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5 Unknown Romantic Details From the Biggest Royal Weddings in History

Photo: Getty

Royal weddings are largely defined by pomp, circumstance and strict adherence to tradition, but most Windsor brides and grooms have found ways to work a few personal touches into their celebrations.

The Duke and Duchess of Cambridge

The Duke and Duchess of Cambridge drove through the streets in an Aston Martin DB6 Volante decorated by their close friends. Photo: Getty

The Duke and Duchess of Cambridge have never exactly gone in for PDA, making Kate’s decision to pay tribute to her husband via her wedding bouquet especially memorable. Each flower in her posy – assembled by west London florist Shane Connolly – had a special meaning in accordance with the Victorian language of flowers (hyacinths for steady love, ivy for lasting fidelity), but the bride also carried sweet Williams in a nod to her partner. Also of note? The fact that the pair chose to travel from Buckingham Palace to Clarence House in an Aston Martin, which had been decorated with ribbons and a license plate reading, “Ju5t Wed” for the occasion.

Prince Charles and Diana, Princess of Wales

Diana had a heart painted between the letters C and D on the soles of her wedding shoes. Photo: Getty

Given the way that the marriage between the Waleses ended, many people forget how madly Diana loved Charles in the beginning of their relationship. For her wedding at St Paul’s Cathedral in 1981, the Princess of Wales collaborated with designer Clive Shilton to create a pair of flats (standing at 5’10”, the late royal worried about appearing taller than her husband when in heels). Not only were the shoes embellished with 500 sequins and 100 pearls, but Diana had a tiny C and D painted on each sole, with a love heart in between the couple’s initials.

The Duke and Duchess of Sussex

The Duchess of Sussex had her “something blue” sewn into the lining of her wedding dress. Photo: Getty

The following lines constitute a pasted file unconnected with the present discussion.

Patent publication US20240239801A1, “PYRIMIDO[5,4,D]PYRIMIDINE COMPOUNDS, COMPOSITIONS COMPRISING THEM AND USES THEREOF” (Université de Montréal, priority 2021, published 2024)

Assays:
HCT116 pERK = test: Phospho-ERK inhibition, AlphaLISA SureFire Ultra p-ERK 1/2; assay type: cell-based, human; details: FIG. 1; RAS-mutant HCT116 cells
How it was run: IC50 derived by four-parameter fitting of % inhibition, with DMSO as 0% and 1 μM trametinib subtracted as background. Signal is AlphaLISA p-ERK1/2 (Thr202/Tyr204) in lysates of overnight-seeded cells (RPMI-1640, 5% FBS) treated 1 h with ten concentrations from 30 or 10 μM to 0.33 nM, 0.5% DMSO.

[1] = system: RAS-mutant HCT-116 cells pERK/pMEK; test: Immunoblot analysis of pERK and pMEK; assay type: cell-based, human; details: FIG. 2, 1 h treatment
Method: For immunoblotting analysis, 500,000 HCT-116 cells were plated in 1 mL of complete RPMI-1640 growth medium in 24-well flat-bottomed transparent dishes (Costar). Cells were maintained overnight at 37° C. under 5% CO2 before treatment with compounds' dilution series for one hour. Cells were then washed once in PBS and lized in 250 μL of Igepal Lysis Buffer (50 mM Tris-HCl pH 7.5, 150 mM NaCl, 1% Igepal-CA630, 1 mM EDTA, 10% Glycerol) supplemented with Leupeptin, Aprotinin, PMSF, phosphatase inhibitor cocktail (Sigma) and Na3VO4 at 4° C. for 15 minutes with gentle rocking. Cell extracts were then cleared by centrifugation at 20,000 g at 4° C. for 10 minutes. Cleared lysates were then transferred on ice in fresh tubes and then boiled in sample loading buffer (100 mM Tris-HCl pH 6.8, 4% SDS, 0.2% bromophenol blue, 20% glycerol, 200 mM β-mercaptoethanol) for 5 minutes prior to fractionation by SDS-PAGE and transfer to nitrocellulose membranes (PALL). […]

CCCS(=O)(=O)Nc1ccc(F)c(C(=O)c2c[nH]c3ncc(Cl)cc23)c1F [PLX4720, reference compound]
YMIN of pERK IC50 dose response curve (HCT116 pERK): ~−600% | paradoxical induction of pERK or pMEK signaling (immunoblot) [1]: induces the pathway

The Duchess of Sussex surprised the world with her decision to wear Givenchy couture for her 2018 nuptials, sweeping down the aisle of St George’s Chapel in a custom dress and train by British artistic director Clare Waight Keller. It’s only after the fact that Meghan revealed she had asked Keller to stitch “something blue” into the lining of the gown. “It’s fabric from the dress that I wore on our first date,” she told cameras while filming the ITV documentary, Queen of the World. “I knew that it would be a fun surprise as well for my now husband, who didn’t know, and he was really over the moon to find out that I would make this choice for our day together.”

Princess Elizabeth and the Duke of Edinburgh

The royal couple playing with the future monarch’s corgi, Susan, during their honeymoon on the Broadlands estate in Hampshire. Photo: Getty

The Duke of Edinburgh had his qualms about marrying into the royal family – particularly when it came to sacrificing his anonymity and freedom for a life of duty and tradition – but he never questioned his love for his wife. One particularly sweet gesture of devotion to the future Queen? Despite being a heavy smoker during his years in the Royal Navy, Philip quit cold turkey on the morning of his wedding after Elizabeth said that his tobacco addiction bothered her. (The Queen’s father, George V, already had problems with his lungs due to smoking, and would later die as a result.) The Duke never touched a cigarette again up until his death at the age of 99. Another sign of his devotion? The fact that he allowed the Queen’s dearly beloved corgi, Susan, to accompany them on their honeymoon.

Princess Margaret and the Earl of Snowdon

Lord Snowdon designed Princess Margaret’s ring to call to mind a rose in bloom. Photo: Getty

Princess Margaret’s marriage to Lord Snowdon was the first royal wedding ever to be televised, with 300 million people tuning in to watch their Westminster Abbey nuptials. True to form, the pair dispensed with tradition when it came to Margaret’s distinctive engagement ring. In lieu of classic diamonds, the Vogue photographer designed a special ring that nodded to Margaret’s middle name, Rose, a ruby fringed with smaller diamonds.

Originally published in

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